FIRE, OH, FIRE: MY SON SUMS UP FIERY HOMESCHOOLING

Yesterday was horrendous. While, strictly speaking, it was the first day back at (home) school after the Easter holidays, I suppose parents across the country made a decision about how stressful they were going to make it for themselves. I – perhaps predictably – went full-force. I could have eased my son back in, but […]

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WFH WITH KIDS? TRY ROLE REVERSAL TODAY

I’m not going to mince my words: my son has really been getting on my nerves over the last few days. I, like so many other adults out there right now, have been attempting to balance working from home with homeschooling during what’s arguably the biggest world crisis of my lifetime. This is not normal. […]

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THE WORLD JUST CHANGED, GO EASY ON YOURSELF AND YOUR KIDS

Lots of parents and guardians across the UK picked their children up from school for the last time in who-knows-how-long on Friday this week. The abruptness, shock, fear and confusion of it all reminded me of something else: grief. And grief, at least as I experienced it, can feel a lot like pressure. What will […]

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LOST FOR WORDS: A NEW BOOK BY ME, MY SON AND MANY OTHER BEREAVED CHILDREN

This is a preview of the foreword of Lost for Words, a new book created by the Life Matters task force – a coalition calling for better support for bereaved families – to mark Children’s Grief Awareness Week 2019. The book is made up of advice and insights by children across the UK, bereaved from […]

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BRAVING THE RELAUNCH

My late wife, Desreen, was very funny. She had a completely different take on the world to anyone else I’ve ever met. For instance, after she’d given birth to our son she never really spoke negatively about wanting to lose weight or build back the stomach muscles that were cut open during her emergency caesarean. […]

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SUPPORTING THE ‘OTHER’ SIDE

Growing up in a predominantly white, middle class town in the north of England, I never really spent much time – aside from my own childhood insecurities – thinking about how it must feel to be ‘other’. That changed nine years ago when my mixed race son was born. In the early months and years, […]

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FROM HARDSHIP TO JOY: WHEN CHAT CHANGES EVERYTHING

I spent the day with one of my best friends at his new house in Cheshire on Saturday. We first met at high school and have since been through pretty much every high and low in life together. When we get together we can – and we do – talk for hours and hours. It’s […]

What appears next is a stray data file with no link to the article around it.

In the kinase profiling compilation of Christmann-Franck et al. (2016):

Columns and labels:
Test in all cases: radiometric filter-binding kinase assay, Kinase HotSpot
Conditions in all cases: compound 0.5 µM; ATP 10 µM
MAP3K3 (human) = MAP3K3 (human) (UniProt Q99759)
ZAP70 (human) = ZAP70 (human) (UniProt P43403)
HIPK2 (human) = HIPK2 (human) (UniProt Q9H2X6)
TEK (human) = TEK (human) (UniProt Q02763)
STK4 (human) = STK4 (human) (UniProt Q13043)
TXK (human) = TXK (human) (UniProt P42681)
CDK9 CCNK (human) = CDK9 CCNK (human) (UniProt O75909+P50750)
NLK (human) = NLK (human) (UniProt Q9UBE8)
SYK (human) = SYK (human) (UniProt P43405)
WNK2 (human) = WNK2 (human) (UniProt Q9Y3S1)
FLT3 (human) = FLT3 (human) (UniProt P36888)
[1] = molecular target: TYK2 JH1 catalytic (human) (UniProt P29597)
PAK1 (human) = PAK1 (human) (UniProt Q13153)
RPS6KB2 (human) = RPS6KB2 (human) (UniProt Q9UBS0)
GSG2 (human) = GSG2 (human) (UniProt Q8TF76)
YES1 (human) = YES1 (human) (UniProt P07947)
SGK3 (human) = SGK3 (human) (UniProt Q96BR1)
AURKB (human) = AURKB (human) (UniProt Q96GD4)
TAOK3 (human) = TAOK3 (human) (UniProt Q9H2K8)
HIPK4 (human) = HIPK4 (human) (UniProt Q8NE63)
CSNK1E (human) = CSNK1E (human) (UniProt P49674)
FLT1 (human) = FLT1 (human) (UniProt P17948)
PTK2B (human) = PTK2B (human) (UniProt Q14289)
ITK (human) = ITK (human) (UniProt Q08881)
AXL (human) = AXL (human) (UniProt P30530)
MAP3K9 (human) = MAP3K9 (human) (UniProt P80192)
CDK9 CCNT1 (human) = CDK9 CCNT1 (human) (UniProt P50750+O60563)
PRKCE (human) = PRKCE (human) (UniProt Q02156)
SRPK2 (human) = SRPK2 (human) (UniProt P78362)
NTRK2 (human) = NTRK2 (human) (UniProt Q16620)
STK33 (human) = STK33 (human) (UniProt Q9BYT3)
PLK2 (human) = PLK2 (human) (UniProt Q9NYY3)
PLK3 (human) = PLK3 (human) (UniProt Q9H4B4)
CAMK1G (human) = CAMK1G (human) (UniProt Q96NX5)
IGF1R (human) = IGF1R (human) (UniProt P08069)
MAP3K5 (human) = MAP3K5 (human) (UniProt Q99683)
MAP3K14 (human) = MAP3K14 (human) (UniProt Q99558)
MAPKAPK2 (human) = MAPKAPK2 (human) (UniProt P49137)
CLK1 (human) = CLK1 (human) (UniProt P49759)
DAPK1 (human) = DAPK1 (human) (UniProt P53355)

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AQUAMAN: A HERO FOR MIXED RACE KIDS

I’ve been putting off watching Aquaman. Actually, that’s not quite true – I’ve been avoiding it. I don’t watch that many movies, I only binge on television every so often, and I usually decide that superhero films are bullshit before I give them a chance (save Batman, obviously). Also, after watching every single episode of […]

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THE WORLD’S YOUR LOBSTER: THE TRAVELS OF A FATHER AND SON

Idiosyncrasies are what make individuals so interesting, but they can also make them really annoying if they are totally at odds with your own learned and acquired behaviours. I find few things more uncomfortable than over-enthusiasm and gushy praise for ordinary things – like, say, waxing lyrical about something that appears, tastes, sounds or feels […]

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‘WE’RE NOT HERE TO RELAX’: THE TRAVELS OF A FATHER AND SON

Travelling with someone you love is just like living with them, only more intense. I remember being in Laos with my late wife once and realising she hadn’t said a word to me for two days. She would go through occasional periods of silence back at home in London – usually when she had done […]

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THROUGH THE EYES OF A CHILD: THE TRAVELS OF A FATHER AND SON

Much to my surprise, I found this next entry in the notes on my iPhone yesterday afternoon. It was entirely written by my son on the first day of our six-week trip round Italy last summer, when he was just seven years old. I’ve tweaked the grammar slightly, but otherwise this ‘part two’ is in […]

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